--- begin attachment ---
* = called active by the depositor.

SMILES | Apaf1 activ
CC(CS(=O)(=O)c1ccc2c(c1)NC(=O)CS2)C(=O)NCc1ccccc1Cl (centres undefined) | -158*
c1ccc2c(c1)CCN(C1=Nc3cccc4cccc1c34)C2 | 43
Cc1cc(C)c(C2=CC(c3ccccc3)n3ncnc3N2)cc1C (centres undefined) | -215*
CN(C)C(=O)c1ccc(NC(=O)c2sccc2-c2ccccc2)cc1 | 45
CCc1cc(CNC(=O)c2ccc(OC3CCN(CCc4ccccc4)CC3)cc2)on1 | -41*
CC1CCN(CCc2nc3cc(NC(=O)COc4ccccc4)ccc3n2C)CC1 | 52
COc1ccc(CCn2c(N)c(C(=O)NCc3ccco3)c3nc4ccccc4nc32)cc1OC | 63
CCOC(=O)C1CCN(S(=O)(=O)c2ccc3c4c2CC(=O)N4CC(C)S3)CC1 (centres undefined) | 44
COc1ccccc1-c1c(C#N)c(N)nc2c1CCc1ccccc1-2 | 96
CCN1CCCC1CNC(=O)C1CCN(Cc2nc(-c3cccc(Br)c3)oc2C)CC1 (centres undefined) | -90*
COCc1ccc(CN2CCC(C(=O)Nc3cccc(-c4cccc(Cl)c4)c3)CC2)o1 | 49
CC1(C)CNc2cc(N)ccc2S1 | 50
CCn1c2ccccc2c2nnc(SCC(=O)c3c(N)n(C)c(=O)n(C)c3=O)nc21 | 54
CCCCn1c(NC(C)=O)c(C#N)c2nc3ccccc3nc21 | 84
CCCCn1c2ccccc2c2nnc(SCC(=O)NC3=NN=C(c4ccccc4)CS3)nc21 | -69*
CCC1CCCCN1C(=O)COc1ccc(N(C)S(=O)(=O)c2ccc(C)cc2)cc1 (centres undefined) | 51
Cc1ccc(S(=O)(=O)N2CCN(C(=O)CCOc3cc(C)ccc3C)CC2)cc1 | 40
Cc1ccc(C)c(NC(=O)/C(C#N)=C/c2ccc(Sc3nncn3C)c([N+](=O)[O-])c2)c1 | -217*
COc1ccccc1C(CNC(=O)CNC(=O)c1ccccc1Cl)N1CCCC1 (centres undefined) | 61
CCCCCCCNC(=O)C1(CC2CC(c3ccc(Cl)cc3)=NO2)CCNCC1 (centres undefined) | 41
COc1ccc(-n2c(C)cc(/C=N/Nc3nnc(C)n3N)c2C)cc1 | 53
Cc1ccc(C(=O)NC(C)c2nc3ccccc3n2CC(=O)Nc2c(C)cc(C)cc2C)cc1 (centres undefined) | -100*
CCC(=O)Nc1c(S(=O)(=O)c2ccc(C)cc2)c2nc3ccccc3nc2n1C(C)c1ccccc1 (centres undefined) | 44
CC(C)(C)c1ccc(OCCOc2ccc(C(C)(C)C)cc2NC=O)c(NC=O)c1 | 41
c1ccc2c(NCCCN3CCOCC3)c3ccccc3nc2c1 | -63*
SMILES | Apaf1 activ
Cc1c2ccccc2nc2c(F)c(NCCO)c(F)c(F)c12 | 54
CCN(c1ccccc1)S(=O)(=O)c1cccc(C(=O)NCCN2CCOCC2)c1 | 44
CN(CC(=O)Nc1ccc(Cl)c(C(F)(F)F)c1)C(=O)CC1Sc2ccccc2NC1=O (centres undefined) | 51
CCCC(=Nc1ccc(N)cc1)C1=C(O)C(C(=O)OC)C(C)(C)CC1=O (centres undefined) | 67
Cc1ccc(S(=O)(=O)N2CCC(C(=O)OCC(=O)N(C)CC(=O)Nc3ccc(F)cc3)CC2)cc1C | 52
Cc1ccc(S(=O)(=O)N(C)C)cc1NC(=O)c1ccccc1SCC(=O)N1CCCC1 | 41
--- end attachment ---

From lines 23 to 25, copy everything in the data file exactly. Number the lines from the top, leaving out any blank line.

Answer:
COc1ccc(-n2c(C)cc(/C=N/Nc3nnc(C)n3N)c2C)cc1 | 53
Cc1ccc(C(=O)NC(C)c2nc3ccccc3n2CC(=O)Nc2c(C)cc(C)cc2C)cc1 (centres undefined) | -100*
CCC(=O)Nc1c(S(=O)(=O)c2ccc(C)cc2)c2nc3ccccc3nc2n1C(C)c1ccccc1 (centres undefined) | 44